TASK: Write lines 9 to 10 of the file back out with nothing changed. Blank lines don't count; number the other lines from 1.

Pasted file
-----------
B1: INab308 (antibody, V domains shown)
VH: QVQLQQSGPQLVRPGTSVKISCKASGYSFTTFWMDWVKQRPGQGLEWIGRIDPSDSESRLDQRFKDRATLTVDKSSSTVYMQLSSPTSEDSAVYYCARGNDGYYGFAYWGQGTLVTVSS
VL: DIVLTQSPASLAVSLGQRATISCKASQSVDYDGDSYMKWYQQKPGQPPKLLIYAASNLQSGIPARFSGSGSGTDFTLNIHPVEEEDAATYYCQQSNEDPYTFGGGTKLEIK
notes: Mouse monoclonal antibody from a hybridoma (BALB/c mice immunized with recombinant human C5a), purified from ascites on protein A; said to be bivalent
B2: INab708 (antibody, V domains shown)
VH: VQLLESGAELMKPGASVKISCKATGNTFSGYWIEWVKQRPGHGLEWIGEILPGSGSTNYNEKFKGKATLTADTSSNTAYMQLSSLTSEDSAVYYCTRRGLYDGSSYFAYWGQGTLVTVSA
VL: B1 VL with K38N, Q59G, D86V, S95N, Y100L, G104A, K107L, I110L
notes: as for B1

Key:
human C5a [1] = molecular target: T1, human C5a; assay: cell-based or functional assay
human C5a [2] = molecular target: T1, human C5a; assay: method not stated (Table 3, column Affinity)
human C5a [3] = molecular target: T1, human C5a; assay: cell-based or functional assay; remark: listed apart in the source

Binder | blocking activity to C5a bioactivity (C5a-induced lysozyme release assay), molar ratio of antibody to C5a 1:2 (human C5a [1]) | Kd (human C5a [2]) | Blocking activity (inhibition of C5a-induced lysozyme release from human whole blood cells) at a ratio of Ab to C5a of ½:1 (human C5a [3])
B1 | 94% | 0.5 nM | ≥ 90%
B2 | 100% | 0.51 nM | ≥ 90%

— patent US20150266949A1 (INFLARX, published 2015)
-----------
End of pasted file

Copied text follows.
Key:
human C5a [1] = molecular target: T1, human C5a; assay: cell-based or functional assay